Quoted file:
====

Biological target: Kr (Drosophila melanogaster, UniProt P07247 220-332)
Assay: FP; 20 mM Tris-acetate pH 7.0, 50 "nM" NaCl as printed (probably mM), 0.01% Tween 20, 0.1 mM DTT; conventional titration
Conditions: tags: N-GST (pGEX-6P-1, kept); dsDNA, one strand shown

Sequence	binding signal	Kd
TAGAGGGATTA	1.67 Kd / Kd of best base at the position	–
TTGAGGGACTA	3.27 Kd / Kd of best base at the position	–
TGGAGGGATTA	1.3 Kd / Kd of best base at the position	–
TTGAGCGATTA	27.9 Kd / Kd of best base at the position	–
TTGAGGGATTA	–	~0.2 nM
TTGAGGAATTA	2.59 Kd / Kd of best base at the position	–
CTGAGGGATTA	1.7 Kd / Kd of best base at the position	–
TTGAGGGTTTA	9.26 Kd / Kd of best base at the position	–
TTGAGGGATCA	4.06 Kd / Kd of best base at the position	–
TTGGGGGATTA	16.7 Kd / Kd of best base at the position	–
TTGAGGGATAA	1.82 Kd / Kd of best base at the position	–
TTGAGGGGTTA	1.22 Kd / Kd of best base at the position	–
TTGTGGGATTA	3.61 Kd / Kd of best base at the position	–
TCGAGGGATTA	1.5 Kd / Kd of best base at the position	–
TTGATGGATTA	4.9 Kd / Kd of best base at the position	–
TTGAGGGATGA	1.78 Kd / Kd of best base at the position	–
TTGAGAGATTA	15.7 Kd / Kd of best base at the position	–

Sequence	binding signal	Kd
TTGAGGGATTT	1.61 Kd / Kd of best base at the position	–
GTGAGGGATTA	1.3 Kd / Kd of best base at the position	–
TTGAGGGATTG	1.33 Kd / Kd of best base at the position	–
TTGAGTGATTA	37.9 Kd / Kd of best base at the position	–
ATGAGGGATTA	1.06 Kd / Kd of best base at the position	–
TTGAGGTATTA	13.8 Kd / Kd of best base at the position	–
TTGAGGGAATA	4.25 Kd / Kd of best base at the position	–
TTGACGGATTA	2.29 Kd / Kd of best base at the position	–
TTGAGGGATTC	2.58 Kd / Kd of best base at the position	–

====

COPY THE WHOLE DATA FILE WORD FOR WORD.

Biological target: Kr (Drosophila melanogaster, UniProt P07247 220-332)
Assay: FP; 20 mM Tris-acetate pH 7.0, 50 "nM" NaCl as printed (probably mM), 0.01% Tween 20, 0.1 mM DTT; conventional titration
Conditions: tags: N-GST (pGEX-6P-1, kept); dsDNA, one strand shown

Sequence	binding signal	Kd
TAGAGGGATTA	1.67 Kd / Kd of best base at the position	–
TTGAGGGACTA	3.27 Kd / Kd of best base at the position	–
TGGAGGGATTA	1.3 Kd / Kd of best base at the position	–
TTGAGCGATTA	27.9 Kd / Kd of best base at the position	–
TTGAGGGATTA	–	~0.2 nM
TTGAGGAATTA	2.59 Kd / Kd of best base at the position	–
CTGAGGGATTA	1.7 Kd / Kd of best base at the position	–
TTGAGGGTTTA	9.26 Kd / Kd of best base at the position	–
TTGAGGGATCA	4.06 Kd / Kd of best base at the position	–
TTGGGGGATTA	16.7 Kd / Kd of best base at the position	–
TTGAGGGATAA	1.82 Kd / Kd of best base at the position	–
TTGAGGGGTTA	1.22 Kd / Kd of best base at the position	–
TTGTGGGATTA	3.61 Kd / Kd of best base at the position	–
TCGAGGGATTA	1.5 Kd / Kd of best base at the position	–
TTGATGGATTA	4.9 Kd / Kd of best base at the position	–
TTGAGGGATGA	1.78 Kd / Kd of best base at the position	–
TTGAGAGATTA	15.7 Kd / Kd of best base at the position	–

Sequence	binding signal	Kd
TTGAGGGATTT	1.61 Kd / Kd of best base at the position	–
GTGAGGGATTA	1.3 Kd / Kd of best base at the position	–
TTGAGGGATTG	1.33 Kd / Kd of best base at the position	–
TTGAGTGATTA	37.9 Kd / Kd of best base at the position	–
ATGAGGGATTA	1.06 Kd / Kd of best base at the position	–
TTGAGGTATTA	13.8 Kd / Kd of best base at the position	–
TTGAGGGAATA	4.25 Kd / Kd of best base at the position	–
TTGACGGATTA	2.29 Kd / Kd of best base at the position	–
TTGAGGGATTC	2.58 Kd / Kd of best base at the position	–